Cocoa prices continued to fall Monday, after a brief rally late last week, as traders remained bearish on the oversupplied market.
Cocoa for July dropped 1.8% to settle at $1,816 a ton on the ICE Futures U.S. exchange, as prices once again fell toward their 10-year lows hit on April 20.
The contract jumped nearly 3% Friday after demand data out of North America and Asia showed signs of a slight recovery, but the rally once again proved to be short-lived.
Cocoa has been one of the worst-performing commodities so far in 2017, as the market is moving into a year in which supply of cocoa is expected to outstrip demand. The International Cocoa Organization estimated that production of cocoa will surpass demand in the 2016/2017 season that began in October by 264,000 tons, helped along by record production in Ivory Coast, the largest grower of cocoa in the world.
The West African nation is set to produce 1.9 million tons, a 20% increase over last year. With demand up 2.9% and production up 15% globally, the organization (which represents cocoa producing and consuming countries) said the world is expected to have its first significant surplus in six years.
Latest data from the Commodity Futures Trading Commission showed that speculators in the cocoa market added to their short positions for the second straight week. Hedge funds and other money managers betting on lower prices for cocoa outweighed bullish traders by 32,771 contracts as of April 18.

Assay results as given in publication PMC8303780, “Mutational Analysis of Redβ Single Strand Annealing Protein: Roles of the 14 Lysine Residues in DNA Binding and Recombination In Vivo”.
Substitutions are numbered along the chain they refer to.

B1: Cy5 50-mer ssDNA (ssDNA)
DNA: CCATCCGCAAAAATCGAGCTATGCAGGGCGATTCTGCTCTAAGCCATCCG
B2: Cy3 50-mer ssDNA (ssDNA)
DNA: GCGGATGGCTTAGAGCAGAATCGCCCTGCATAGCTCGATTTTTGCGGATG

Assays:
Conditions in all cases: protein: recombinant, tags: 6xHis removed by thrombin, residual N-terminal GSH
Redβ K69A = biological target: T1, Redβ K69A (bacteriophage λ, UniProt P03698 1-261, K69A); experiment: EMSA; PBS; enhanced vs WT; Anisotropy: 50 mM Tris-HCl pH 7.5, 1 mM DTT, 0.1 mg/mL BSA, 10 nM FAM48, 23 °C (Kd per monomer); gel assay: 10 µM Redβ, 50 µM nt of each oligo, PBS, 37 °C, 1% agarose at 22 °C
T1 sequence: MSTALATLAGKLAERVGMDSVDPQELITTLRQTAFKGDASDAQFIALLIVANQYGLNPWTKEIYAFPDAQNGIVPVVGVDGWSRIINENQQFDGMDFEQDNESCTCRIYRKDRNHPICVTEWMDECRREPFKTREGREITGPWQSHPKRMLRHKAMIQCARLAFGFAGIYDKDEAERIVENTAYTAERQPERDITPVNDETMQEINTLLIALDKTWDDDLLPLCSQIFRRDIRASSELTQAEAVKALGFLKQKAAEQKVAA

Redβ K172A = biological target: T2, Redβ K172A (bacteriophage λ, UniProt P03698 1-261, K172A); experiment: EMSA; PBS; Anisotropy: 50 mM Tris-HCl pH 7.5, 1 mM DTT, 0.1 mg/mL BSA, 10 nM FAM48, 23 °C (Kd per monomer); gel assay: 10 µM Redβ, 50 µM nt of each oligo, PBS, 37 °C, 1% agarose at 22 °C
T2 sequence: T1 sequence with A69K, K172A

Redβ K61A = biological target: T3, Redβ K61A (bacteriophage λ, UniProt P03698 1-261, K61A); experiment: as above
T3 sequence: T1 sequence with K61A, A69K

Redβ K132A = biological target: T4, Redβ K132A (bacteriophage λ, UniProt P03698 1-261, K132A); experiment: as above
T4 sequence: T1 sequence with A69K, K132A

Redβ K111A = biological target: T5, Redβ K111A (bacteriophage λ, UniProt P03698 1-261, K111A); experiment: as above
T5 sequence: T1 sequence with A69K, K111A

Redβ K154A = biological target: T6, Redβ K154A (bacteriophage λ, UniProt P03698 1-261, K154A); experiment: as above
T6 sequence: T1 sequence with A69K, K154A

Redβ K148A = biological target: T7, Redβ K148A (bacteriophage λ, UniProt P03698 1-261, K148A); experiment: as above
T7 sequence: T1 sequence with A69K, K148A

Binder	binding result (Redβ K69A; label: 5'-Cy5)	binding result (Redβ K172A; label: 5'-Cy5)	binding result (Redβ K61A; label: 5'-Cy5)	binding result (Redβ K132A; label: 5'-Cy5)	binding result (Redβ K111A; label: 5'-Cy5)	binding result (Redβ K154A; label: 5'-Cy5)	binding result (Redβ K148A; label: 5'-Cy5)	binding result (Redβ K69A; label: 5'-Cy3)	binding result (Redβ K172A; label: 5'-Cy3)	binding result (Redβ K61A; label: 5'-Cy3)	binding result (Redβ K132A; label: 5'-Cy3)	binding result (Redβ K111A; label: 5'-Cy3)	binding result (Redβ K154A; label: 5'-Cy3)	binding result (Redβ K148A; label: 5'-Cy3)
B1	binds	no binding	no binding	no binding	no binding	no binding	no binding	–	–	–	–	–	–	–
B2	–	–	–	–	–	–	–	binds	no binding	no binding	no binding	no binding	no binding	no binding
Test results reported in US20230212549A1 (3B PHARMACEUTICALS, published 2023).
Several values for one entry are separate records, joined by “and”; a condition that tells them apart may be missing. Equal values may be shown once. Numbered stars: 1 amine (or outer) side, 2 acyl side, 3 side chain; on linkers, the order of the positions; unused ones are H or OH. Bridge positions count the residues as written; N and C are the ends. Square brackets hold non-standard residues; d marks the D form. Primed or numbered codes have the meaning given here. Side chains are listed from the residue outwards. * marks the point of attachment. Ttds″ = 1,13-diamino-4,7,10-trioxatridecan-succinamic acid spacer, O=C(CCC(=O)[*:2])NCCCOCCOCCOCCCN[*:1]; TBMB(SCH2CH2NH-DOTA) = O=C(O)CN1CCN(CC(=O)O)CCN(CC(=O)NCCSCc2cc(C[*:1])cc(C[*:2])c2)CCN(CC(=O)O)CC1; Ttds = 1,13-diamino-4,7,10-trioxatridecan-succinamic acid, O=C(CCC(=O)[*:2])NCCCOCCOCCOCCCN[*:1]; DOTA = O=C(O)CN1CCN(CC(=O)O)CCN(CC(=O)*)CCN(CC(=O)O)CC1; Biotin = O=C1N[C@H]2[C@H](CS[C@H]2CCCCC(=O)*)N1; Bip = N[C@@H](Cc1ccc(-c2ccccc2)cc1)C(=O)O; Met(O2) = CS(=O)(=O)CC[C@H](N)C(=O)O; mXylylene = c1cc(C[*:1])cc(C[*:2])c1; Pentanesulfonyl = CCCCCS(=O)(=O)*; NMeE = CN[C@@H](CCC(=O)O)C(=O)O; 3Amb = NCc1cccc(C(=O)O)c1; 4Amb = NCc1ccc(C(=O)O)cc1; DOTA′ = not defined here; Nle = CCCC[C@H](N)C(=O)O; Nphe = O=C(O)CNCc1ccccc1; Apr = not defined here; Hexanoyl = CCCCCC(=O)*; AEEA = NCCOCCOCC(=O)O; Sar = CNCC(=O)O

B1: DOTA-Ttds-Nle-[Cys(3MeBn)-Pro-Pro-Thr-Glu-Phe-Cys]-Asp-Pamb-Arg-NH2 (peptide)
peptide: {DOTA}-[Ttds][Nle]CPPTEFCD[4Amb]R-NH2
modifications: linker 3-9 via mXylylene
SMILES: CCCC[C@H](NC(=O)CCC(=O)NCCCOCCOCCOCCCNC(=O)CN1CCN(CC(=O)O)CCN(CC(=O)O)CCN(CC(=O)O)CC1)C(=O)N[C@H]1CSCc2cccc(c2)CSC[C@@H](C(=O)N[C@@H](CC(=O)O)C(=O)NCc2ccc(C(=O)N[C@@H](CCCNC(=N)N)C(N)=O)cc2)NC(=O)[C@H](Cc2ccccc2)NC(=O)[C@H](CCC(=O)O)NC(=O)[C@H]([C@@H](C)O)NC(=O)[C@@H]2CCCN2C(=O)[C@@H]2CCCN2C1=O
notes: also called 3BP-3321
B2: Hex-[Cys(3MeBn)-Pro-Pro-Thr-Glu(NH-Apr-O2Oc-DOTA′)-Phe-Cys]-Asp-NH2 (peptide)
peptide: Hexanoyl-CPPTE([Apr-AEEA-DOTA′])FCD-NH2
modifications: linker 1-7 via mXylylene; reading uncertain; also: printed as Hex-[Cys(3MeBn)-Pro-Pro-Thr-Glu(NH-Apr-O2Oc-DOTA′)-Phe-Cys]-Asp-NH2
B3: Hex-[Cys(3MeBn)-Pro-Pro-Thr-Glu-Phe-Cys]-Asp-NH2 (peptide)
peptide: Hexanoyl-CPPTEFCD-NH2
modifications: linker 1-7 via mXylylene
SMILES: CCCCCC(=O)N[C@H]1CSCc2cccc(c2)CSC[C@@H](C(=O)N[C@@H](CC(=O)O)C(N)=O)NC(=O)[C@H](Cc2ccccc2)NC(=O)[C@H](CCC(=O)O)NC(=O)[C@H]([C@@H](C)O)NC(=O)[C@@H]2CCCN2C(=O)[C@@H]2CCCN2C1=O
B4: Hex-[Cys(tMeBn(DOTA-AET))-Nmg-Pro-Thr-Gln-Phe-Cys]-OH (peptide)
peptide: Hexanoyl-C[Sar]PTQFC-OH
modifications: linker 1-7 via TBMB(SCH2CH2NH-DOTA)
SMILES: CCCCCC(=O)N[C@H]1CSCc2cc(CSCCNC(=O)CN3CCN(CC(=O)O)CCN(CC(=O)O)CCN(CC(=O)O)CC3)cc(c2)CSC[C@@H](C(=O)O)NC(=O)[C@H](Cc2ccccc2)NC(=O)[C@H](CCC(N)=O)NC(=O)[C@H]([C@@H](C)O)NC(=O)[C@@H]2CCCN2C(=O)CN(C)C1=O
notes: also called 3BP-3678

However, following back-to-back years of weak demand brought on by price increases from chocolate makers, North America's craving for the main ingredient in chocolate showed signs of a modest recovery Thursday, as North American factories reported a bump to the number of cocoa beans processed in the first quarter.
North American cocoa processors reported a 1.2% increase in beans processed during the first quarter of 2017 from a year earlier, the highest first-quarter tonnage since 2015.
The 120,152 tons of cocoa beans processed by North American factories in the first quarter was also an increase over last quarter, when 117,588 tons of beans were processed.
The Cocoa Association of Asia reported grindings Thursday at 177,450 tons, a 19% increase over the same quarter last year but a drop from the preceding quarter, when processing reached 188,493 tons.
In other markets, raw sugar for July was down 1% to close at 16.24 cents a pound, arabica coffee for July fell 0.8% to settle at $1.3190 a pound, May frozen concentrated orange juice was down 1.4% to end at $1.5775 a pound, and July cotton moved down 0.7% to settle at 78.79 cents a pound.
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(END) Dow Jones Newswires
April 24, 2017 15:49 ET (19:49 GMT)